In other locations, the options will be different. In some places, you may not have anywhere near that variety of fish available, and you’ll simply have to do the best you can with what you can find. Ideally, your selection will include a range of fish—some lean and delicate (like whiting or snapper); some oily (like daurade or another sea bream, such as porgy); some gelatinous (like John Dory, turbot, or Dover sole); and some firm (like monkfish). If you want to toss in some shellfish, like mussels, that’s good, too. Just make sure they don’t end up taking over the soup.
If the only types of whole fish your local market offers are snapper and branzino, that’s okay—you can still make it work. Your bouillabaisse may not have the same depth and variety of the full shebang, but it’ll still be very good. Besides, there’s history to support a varied approach: With just a little digging into some of my old Provençal cookbooks, I found recipes for several types of bouillabaisse, as well as related soups, like aigo-sau and bourride, that use everything from cuttlefish with their ink (to make a black bouillabaisse from Martigues) to darker and oilier fish, like mackerel and fresh sardines.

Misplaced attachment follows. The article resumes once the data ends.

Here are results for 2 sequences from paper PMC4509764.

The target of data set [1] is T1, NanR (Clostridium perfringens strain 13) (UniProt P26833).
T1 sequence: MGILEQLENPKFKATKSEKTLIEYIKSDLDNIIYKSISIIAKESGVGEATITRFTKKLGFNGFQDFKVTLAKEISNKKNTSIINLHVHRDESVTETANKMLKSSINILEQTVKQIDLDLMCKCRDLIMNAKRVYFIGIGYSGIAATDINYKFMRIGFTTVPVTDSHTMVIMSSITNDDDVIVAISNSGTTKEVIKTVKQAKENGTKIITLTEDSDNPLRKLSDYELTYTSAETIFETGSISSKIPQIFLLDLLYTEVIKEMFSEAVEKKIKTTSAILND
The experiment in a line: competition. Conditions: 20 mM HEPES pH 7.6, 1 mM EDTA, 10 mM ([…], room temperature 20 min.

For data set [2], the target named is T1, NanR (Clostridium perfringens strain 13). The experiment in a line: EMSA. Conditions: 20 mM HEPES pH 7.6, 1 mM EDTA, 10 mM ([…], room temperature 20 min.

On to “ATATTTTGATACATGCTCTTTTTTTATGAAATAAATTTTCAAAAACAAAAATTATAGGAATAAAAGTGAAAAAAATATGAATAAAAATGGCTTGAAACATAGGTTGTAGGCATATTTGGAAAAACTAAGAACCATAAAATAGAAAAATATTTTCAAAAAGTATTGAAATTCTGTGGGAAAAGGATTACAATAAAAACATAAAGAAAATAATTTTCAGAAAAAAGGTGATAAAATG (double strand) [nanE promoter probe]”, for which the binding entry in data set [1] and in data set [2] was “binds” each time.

How to Make Bouillabaisse
Making bouillabaisse is somewhat similar to making a fish stock, like fumet, in that we cook the fish with aromatics to make a flavorful broth. But the similarities with fumet end there, since the idea with bouillabaisse is to make a creamy, cloudy, dare I say murky broth, not a clean and clear one. This means that unlike with a fumet, for which we cook the fish at the barest simmer to produce a clear stock, bouillabaisse is intentionally boiled hard. We want to emulsify the fish fats into the broth, for a creamier, more complex texture and flavor.
And speaking of those fats, that’s another area where bouillabaisse differs from a fish stock. In a classic fish stock, we tend to use lean, white-fleshed fish for their delicate, pristine flavor. In bouillabaisse, we use a variety of fish, including oilier ones, because we want their darker, richer flavor.
The broth in a bouillabaisse isn’t meant to be refined. It should be a little rough around the edges, with a texture that isn’t perfectly smooth and a flavor that is all depth and complexity, not lightness and clarity.
Step 1: Sauté the Aromatics